Laura Hardyman's Victorian doll wedding scene, actress Jane Withers' doll furnishings, an elaborate train collection focusing on American Flyer manufactured items and antique European dolls and antique mechanical banks are in the show.

Two short 1950s films about toys, created by late designer Charles Eames and his wife Ray, will be shown daily. Exhibition hours will be 9 to 4:30 p.m. daily Monday to June 5.

Jon Lappen, arts activist, is the founder of the museum and has provided the initial grant from the Lappen Foundation. Her maternal grandparents came from Hungary to settle on Catalina Island in the late 1800s. Her mother's doll collection generated the museum plan.

Toys, she believes, reflect the history of play and its cultural significance. She expects the museum to place emphasis on ethnic toys as vehicles for recognizing a society's common heritage.

She's accumulated an impressive advisory board including Jack Armstrong, executive director, Los Angeles Children's Museum; Ruth Bowman, KUSC arts commentator; and Glenna Boltuch, Warren Christensen, Penny Knowles, John Utterbridge, Lisa Taylor, Jane Withers, Eric Lloyd Wright and Edith Wyle, who founded a museum herself, the Craft and Folk Art Museum.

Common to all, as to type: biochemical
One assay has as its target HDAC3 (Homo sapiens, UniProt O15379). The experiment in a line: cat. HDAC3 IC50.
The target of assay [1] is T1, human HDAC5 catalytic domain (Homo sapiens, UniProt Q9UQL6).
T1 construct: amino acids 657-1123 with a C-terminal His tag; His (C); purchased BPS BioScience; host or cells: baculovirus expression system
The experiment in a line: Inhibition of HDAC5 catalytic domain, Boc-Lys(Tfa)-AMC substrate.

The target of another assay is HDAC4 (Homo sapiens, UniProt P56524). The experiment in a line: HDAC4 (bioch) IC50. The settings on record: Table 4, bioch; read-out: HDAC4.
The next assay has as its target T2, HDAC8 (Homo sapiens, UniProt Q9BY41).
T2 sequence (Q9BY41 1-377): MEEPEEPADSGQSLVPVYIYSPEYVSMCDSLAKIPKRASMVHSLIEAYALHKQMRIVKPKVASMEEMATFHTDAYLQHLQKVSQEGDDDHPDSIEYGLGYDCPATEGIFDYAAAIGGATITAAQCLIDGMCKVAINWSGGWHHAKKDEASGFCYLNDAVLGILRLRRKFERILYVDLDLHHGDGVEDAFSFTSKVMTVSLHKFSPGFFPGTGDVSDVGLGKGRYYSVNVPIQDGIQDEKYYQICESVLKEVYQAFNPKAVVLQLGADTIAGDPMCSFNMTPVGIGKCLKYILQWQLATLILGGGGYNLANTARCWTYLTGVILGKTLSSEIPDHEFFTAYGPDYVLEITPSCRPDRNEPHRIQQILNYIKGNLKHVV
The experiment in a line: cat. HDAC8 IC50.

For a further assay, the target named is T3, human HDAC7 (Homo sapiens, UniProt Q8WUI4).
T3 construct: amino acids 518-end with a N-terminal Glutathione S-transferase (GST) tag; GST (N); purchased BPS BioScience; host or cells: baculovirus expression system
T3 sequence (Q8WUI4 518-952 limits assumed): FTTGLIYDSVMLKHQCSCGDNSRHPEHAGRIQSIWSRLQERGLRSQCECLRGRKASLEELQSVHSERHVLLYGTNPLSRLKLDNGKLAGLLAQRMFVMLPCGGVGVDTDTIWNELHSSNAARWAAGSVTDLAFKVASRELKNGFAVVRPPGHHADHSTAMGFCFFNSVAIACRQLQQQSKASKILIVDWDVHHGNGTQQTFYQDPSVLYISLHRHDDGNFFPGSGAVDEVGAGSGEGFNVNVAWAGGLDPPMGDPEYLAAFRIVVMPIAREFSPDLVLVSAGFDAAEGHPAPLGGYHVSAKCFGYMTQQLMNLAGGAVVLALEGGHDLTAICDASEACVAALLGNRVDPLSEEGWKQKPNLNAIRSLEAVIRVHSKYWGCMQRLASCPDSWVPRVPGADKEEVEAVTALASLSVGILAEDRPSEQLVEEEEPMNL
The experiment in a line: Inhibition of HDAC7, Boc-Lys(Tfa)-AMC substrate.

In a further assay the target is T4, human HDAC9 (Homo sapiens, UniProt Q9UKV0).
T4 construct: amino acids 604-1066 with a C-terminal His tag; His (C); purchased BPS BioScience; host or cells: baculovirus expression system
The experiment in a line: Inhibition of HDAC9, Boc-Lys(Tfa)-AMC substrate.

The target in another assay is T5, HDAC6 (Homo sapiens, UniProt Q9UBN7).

And, just as one museum is opening, another is closing--the lovable Baxter Art Gallery at Caltech.

Last night a crowd gathered to see its last exhibit, "25 Years of Space Photography," photographs made by the Jet Propulsion Laboratory for NASA. The show, funded by grant from IBM and the Pasadena Art Alliance, continues through July 31, the galley open daily from noon to 5 p.m.

Sometime back, Caltech's president Marvin Goldberger decided costs and rearrangement of priorities on the campus precluded housing the gallery. There was talk of the Pasadena Art Alliance financing another site near campus for the gallery, which has been tuned to contemporary Southern California art. That hasn't worked out, so far.

Reminiscing were the Jay Bellolis (he's Baxter director); the David Smiths (he's chairman of the board of Baxter Art Gallery and the gallery founder); Susan Caldwell, president of the Pasadena Art Alliance; Dr. and Mrs. Lew Allen (he's director of JPL and Caltech vice president); Dr. and Mrs. William Pickering (he's former director of JPL); Dr. and Mrs. James Morgan, Dr. and Mrs. Roger Noll (he's former chairman of the Caltech division of humanities and social sciences, and they flew down from Stanford for the occasion); Dr. and Mrs. John Roberts, Dr. and Mrs. David Grether and Jeffrey Mueller.